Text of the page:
An important lesson from the decisive electoral blow to the CMP Corridor through passage of Question 1 is lost in the rhetoric on both sides.

To paraphrase a well-worn rock lyric, how can you win when everybody’s right? To explain what’s overlooked, I turn to the likewise explosive issue of nuclear power and the work my then-colleagues at Washington State University did over three decades ago in a ground-zero area for that issue.

The future of nuclear power had recently been dashed by public distrust there and nationwide amid other justifiably important issues like true costs and safety. Yet at the same time, we were sliding into the abyss of carbon-fueled-emissions we are being swallowed by today.

The colleagues, economists and environmental scientists, asked the question: how does a country like Japan succeed in siting nuclear power facilities? Turns out in Japan the then-builders of such facilities and the government engage in dialogue about compensation with those most affected communities, recognizing that there are real impacts to some while there are broad but diffuse benefits to many. And compensation then happens.

This is not to say that an environmental change like the corridor can be bargained away or that there is substitutability.  But it is true that the rhetoric all around the corridor has avoided such engagement especially around the highly vocalized issue that the power benefits go out of state while the facility’s burdens remain in Maine. And that is exactly the same problem.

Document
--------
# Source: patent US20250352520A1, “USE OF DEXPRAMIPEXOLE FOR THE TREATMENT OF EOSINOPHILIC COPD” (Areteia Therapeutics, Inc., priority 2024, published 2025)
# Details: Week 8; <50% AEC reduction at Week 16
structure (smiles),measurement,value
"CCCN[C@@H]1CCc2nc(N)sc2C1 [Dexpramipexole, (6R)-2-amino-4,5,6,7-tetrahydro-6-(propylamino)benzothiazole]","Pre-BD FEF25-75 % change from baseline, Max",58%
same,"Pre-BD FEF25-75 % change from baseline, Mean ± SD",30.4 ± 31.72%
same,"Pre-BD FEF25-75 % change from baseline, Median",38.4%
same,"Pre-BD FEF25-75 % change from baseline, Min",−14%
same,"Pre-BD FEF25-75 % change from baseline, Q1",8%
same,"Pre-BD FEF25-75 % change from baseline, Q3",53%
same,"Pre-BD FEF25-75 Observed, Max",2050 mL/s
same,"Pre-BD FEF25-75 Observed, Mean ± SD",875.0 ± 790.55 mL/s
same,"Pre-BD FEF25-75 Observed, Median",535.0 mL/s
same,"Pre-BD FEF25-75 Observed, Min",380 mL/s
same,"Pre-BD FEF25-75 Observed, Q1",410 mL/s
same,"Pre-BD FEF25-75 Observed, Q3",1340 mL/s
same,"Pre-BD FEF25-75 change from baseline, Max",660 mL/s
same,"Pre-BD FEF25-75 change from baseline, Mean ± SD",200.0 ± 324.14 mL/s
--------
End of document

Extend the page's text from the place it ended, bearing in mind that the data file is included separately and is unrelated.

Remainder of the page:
To explain this my colleagues Rodney Fort, Robert Rosenman and William Budd turned to prospect theory, one of the concepts brought to light by economists like Nobel laureate Dan Kahneman.


A prospect cost such as from a perceived insult or harm to the environment or risk to health or even to equity is a real economic cost even if it hasn’t been realized yet. Knowledgeable conflict mediators are aware of this at least implicitly (I trained many about it explicitly). It is more than public relations, spinning or therapy – it means something of value has to be acknowledged and possibly (no guarantees) resolved in exchange to reach agreement.

The missing element in the hurricane of claims in the corridor conflict is this issue and the lack of engagement about it. It is putatively unfair. This lesson has been learned and then ignored in too many siting conflicts for major facilities and why so few get built today. It needs to be taken to heart to navigate the projects we’ll need to cope with climate change.

Hindsight is great. But as a mediator, I wonder if a discussion of how the corridor’s energy impacts could include offered investment in Maine’s needs might have addressed this not-to-be-dismissed issue of fairness. Maine has needs for vehicle-charging access, fleet conversion and other concrete benefits that could be in exchange for accommodating a larger regional and national need. This does not dismiss issues of environmental impact such as landscape fragmentation, but the tendency to ignore out-front negotiation of benefit issues is too often overlooked.

The rhetoric of Question 1 campaign demonstrates that yet again. While opponents of the corridor can celebrate victory, Gov. Mills is right that an opportunity to improve New England access to power has been lost. We can argue the climate benefits involved. But let me say based on long experience across the nation that how such hard issues are approached makes a difference and require mechanisms for hard, well-represented discussions, not wars of words.

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